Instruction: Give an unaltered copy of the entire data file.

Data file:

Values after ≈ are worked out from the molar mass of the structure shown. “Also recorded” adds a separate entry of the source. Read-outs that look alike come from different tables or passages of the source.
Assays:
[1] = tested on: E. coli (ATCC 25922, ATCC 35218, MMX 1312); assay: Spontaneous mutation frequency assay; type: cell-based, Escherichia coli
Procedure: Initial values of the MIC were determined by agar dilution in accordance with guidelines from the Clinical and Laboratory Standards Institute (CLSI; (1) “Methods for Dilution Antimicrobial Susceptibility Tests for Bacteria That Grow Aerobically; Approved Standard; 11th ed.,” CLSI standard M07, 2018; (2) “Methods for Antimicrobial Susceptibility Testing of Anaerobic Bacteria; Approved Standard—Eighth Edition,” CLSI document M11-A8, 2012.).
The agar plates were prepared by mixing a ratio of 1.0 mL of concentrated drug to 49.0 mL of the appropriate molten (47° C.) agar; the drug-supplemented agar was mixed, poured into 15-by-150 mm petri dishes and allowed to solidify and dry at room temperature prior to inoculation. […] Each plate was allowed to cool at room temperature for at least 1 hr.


Values after ≈ are worked out from the molar mass of the structure shown. “Also recorded” adds a separate entry of the source. Read-outs that look alike come from different tables or passages of the source.
Assays:
[1] = tested on: E. coli (ATCC 25922, ATCC 35218, MMX 1312); assay: Spontaneous mutation frequency assay; type: cell-based, Escherichia coli
Procedure: Initial values of the MIC were determined by agar dilution in accordance with guidelines from the Clinical and Laboratory Standards Institute (CLSI; (1) “Methods for Dilution Antimicrobial Susceptibility Tests for Bacteria That Grow Aerobically; Approved Standard; 11th ed.,” CLSI standard M07, 2018; (2) “Methods for Antimicrobial Susceptibility Testing of Anaerobic Bacteria; Approved Standard—Eighth Edition,” CLSI document M11-A8, 2012.).
The agar plates were prepared by mixing a ratio of 1.0 mL of concentrated drug to 49.0 mL of the appropriate molten (47° C.) agar; the drug-supplemented agar was mixed, poured into 15-by-150 mm petri dishes and allowed to solidify and dry at room temperature prior to inoculation. […] Each plate was allowed to cool at room temperature for at least 1 hr.